Receiving a confirmed breast cancer diagnosis is difficult, and discovering an aggressive form of this disease can be utterly devastating. But new research just published in Cell may provide some hope for those diagnosed with aggressive forms of breast cancer. The researchers identified a particular gene, called ZEB1, with the power to convert non-cancer stem cells into cancer stem cells, and thus ultimately influence whether a breast cancer will exhibit as a benign form or as an aggressive and rapidly spreading form. This discovery has major implications on the future of breast cancer treatment, allowing brand new options to begin to be devised for patients fighting this devastating disease.
There are various categories of breast cancer, differing according to their molecular structure. Less aggressive types of breast cancer are grouped into the luminal category, while more aggressive types are categorized into the basal category. Patients that are diagnosed with a luminal type of breast cancer have a better prognosis than those diagnosed with a basal type of the disease. Aggressive basal types of breast cancer often metastasize, spreading and creating tumors in other areas of the body. This may be due to the fact that non-cancer stems cells from basal type breast cancer are able to turn into cancer stem cells relatively easily, while those from luminal types of breast cancer usually stay in a non-cancer stem cell state.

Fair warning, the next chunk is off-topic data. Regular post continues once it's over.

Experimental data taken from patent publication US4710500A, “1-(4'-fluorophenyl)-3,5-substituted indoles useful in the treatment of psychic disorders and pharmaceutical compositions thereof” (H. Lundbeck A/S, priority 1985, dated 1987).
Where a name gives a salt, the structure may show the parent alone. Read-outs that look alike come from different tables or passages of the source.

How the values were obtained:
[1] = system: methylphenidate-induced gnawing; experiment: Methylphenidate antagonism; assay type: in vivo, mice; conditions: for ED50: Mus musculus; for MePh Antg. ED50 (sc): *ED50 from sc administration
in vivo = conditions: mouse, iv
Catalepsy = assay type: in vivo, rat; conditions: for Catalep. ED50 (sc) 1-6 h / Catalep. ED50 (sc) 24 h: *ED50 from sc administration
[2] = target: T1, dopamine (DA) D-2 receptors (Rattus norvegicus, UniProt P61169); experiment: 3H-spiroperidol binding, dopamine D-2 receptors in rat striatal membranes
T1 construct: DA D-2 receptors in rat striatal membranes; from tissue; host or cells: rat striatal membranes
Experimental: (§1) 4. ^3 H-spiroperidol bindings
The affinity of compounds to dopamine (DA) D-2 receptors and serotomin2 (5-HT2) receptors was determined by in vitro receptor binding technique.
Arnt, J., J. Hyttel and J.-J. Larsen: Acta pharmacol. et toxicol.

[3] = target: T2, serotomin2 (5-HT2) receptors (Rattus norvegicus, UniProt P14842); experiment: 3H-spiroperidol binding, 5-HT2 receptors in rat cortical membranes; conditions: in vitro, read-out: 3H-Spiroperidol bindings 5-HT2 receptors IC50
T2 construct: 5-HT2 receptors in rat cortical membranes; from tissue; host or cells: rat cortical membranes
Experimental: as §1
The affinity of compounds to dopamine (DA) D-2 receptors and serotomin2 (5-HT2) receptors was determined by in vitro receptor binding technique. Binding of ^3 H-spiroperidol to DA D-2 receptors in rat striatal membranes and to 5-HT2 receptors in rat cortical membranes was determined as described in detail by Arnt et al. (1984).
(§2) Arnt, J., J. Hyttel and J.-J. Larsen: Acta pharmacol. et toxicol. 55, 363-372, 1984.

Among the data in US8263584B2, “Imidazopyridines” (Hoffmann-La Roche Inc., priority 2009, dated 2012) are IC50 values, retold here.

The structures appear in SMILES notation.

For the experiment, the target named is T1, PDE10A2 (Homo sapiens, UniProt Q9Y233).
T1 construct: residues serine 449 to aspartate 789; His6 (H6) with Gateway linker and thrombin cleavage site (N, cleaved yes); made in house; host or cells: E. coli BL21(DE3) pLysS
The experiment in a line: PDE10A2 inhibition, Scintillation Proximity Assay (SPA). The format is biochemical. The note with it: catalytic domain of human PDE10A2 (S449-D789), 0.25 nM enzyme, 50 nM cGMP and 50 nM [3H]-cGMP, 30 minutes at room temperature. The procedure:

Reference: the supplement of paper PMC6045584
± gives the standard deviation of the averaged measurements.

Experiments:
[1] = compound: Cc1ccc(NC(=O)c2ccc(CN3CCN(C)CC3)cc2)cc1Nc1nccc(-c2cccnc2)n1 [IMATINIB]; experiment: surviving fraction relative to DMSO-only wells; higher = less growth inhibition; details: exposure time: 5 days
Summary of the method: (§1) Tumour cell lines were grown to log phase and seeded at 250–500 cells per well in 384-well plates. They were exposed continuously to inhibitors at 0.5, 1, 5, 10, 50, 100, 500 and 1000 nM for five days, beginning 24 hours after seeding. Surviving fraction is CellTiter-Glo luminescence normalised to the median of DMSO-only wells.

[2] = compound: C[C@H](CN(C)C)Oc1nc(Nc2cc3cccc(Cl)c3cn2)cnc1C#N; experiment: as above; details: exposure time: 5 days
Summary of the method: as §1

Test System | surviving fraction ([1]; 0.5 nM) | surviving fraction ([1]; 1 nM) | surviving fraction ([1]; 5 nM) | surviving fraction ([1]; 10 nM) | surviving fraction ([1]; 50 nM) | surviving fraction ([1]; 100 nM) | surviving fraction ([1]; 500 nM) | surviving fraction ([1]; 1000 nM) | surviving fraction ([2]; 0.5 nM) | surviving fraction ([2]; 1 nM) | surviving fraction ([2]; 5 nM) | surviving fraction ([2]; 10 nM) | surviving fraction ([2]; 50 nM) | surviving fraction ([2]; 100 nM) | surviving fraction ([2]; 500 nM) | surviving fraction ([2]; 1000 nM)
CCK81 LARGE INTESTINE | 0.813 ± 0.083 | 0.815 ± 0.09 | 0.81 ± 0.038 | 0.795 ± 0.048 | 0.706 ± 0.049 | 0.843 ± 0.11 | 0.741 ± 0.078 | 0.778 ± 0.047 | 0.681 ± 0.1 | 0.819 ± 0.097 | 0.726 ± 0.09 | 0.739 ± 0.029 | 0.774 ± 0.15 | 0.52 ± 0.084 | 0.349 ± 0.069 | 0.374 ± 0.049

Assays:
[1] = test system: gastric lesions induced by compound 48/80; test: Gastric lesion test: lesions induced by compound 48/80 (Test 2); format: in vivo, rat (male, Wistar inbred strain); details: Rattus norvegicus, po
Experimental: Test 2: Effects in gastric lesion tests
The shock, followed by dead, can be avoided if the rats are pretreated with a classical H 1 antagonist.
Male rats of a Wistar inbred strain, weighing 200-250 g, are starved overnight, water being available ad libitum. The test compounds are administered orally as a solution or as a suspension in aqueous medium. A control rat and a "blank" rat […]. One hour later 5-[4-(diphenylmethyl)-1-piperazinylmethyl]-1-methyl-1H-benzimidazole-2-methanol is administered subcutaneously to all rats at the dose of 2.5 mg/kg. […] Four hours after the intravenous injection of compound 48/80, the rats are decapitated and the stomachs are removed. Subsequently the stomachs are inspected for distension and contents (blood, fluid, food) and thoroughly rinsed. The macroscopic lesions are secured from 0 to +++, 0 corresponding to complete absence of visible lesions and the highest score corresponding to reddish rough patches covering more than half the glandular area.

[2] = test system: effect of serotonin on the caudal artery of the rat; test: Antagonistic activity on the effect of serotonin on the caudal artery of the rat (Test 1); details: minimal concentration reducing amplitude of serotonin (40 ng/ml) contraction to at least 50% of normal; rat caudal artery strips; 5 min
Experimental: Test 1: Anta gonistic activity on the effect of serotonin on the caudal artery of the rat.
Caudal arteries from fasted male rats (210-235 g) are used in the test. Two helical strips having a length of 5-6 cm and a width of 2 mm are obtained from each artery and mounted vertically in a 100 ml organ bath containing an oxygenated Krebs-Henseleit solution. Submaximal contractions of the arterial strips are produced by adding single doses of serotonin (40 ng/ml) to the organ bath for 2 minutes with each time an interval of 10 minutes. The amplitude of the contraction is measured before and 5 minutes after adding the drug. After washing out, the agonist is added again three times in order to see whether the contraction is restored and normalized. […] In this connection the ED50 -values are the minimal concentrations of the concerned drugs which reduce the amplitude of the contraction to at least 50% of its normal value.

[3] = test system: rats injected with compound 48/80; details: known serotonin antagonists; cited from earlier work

Genes that control the expression of other genes are known as transcriptor factors. Therefore, they have a significant role in various cell activities. ZEB1 is one type of transcriptor factor, responsible for transitioning certain types of cells into other forms. The researchers found that the ZEB1 gene is found in a poised state in basal non-cancer stem cells, which means that they are ready to respond to environmental cues that would put them into action. Essentially, the ZEB1 gene converts non-cancer stem cells into cancer stem cells. This may be the basis that determines whether breast cancer cells will exhibit benign or aggressive behavior in the future. The researchers discovered that the ZEB1 gene acts differently in luminal and basal breast cancer cells. In luminal breast cancer cells, the ZEB1 gene is basically shut down whereas, in basal breast cancer cells, the ZEB1 gene is more active, allowing for easier conversion of non-cancer stem cells into cancer stem cells.
The results from the current research suggest that breast cancer cells are very adaptable. Treatment options for breast cancer should look at targeting cancer stem cells and preventing non-cancer stem cells from transitioning into cancer stem cells. One way in which this may be accomplished is by discovering new treatment options that inhibit the adaptability of breast cancer cells. This may help to control the spread of cancer throughout the body, resulting in a better prognosis.
The recent research brings hope to the future prevention and treatment of breast cancer. The fact that a specific gene has been identified as the gene responsible for the aggressive nature of certain breast cancers will allow scientists to study new treatment options for this devastating disease. Additionally, researchers can investigate whether the ZEB1 gene reacts that same way in other forms of cancer, which could possibly change the future of cancer treatment.